Protesters taking to the streets across Brazil during the upcoming World Cup risk facing indiscriminate police and military violence as the country steps up efforts to control demonstrations, Amnesty International said a week before the start of the tournament.
“Brazil’s deficient policing record, reliance on the military to police demonstrations, lack of training and an atmosphere of impunity creates a dangerous cocktail in which the only losers are peaceful protesters,” said Atila Roque, Director at Amnesty International Brazil.
“The 2014 World Cup will be a crucial test for authorities in Brazil. They must use this opportunity to step up their game and ensure the security forces policing demonstrations during the tournament refrain from committing any more human rights violations,” said Atila Roque.
Amnesty International’s report 'They use a strategy of fear’: Protecting the right to protest in Brazil analyses the catalogue of abuses committed by the security forces in the past year.
They include the indiscriminate use of tear gas and rubber bullets against peaceful protesters, arbitrary arrests and the misuse of laws to stop and punish those who had taken to the streets. These tactics which are expected to continue during the tournament.
Today, Amnesty International’s activists in Brasilia are presenting federal authorities with tens of thousands of “yellow cards” signed by individuals from across the world as a warning that the authorities must respect the right to protest peacefully.
“The world is sending a clear message to the Brazilian authorities: protesting is not a crime, it is a human right. Instead of using violence to crush protests, the government and the security forces have the responsibility to ensure people can speak their minds safely and without fear of injury or arrest,” said Atila Roque.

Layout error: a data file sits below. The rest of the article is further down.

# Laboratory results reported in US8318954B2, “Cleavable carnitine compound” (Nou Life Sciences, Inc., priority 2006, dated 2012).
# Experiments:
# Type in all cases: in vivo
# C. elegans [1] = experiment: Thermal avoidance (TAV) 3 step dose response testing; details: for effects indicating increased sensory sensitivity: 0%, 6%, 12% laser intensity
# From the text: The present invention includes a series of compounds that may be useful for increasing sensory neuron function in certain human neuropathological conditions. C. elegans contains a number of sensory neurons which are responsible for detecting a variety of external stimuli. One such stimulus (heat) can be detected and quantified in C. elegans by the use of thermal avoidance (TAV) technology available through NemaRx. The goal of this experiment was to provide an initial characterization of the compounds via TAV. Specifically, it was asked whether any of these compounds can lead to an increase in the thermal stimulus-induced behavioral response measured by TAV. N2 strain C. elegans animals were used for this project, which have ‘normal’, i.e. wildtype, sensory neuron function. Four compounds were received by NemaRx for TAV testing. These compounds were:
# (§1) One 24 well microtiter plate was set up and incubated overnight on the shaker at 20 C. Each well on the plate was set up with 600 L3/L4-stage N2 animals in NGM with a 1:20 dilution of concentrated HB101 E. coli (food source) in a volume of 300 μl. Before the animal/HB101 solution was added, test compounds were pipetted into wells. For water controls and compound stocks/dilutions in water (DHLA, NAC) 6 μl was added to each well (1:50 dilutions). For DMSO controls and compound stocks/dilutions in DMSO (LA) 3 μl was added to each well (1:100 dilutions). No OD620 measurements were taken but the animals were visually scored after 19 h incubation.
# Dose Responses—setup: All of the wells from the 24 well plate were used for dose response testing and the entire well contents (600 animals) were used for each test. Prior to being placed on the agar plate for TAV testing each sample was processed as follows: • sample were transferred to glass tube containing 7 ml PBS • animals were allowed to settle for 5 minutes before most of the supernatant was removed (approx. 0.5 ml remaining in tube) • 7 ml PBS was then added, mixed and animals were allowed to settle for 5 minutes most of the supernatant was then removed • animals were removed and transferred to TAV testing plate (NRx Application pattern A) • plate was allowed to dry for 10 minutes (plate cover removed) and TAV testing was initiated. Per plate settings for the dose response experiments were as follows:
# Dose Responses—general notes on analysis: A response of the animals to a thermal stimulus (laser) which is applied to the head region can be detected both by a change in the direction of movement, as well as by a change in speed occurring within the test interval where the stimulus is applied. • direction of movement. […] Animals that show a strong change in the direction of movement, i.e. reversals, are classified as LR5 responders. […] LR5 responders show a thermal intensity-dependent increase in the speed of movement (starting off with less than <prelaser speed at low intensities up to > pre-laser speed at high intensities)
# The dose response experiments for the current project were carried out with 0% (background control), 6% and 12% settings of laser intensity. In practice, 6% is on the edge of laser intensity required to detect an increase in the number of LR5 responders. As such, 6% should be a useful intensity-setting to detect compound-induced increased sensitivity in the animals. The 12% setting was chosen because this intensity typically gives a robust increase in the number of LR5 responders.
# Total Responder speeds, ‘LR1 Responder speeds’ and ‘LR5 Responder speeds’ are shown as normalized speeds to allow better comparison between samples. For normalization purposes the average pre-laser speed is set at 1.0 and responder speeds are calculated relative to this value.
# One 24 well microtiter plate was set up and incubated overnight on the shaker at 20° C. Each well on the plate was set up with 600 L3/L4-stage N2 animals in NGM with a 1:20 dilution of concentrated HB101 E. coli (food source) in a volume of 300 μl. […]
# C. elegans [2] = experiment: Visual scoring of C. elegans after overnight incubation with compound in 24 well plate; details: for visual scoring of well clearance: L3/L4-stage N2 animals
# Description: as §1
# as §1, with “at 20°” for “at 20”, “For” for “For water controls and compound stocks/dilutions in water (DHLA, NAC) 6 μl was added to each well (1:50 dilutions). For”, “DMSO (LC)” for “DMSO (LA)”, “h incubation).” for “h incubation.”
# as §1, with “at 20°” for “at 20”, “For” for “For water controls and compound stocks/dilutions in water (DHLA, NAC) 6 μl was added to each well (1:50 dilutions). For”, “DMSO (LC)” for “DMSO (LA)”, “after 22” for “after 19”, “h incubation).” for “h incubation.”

Since June 2013, thousands of Brazilians have taken to the streets in unprecedented mass protests. They have complained about increases in public transportation costs, high World Cup spending and insufficient investment in public services.
Hundreds were injured in cities across the country after military police fired rubber bullets at people who posed no threat and beat individuals with hand-held batons.
Professional photographer Sérgio Silva, 32, lost his left eye after being hit by a rubber bullet at a protest against a bus fare hike in São Paulo on 13 June 2013.
Silva, who is married with two children, now finds it very difficult to work. He never received an official explanation, apology or offer of compensation from the authorities.
Military police units also used tear gas on peaceful protesters — in one case even firing a gas canister inside a hospital in Rio de Janeiro.
Hundreds were also indiscriminately rounded up and detained, some under laws targeting organized crime, without any evidence that they were involved in criminal activity.
Humberto Caporalli, 24, was arrested and charged under the National Security Law after taking part in a demonstration for education in São Paulo on 7 October 2013.
At the police station, he was pressured to give the officers in charge the password to his Facebook account, so that they could check what he had been posting. He was then detained for two days before a judge granted him release on bail.
Brazilian legislators are also debating a range of proposed laws that will likely further restrict the right to peaceful protest.
A draft counter-terrorism law, currently before the National Congress, will establish a broad definition of terrorism that would, for example, include damage to goods and essential services as an act of terrorism. There is concern that, if passed, it could be misused against peaceful protesters.
“As the world focuses attention on Brazil, authorities must publicly pledge not to use excessive force against demonstrators and investigate abuses. Anything less will be giving carte blanche to the security forces to commit more human rights abuses,” said Atila Roque.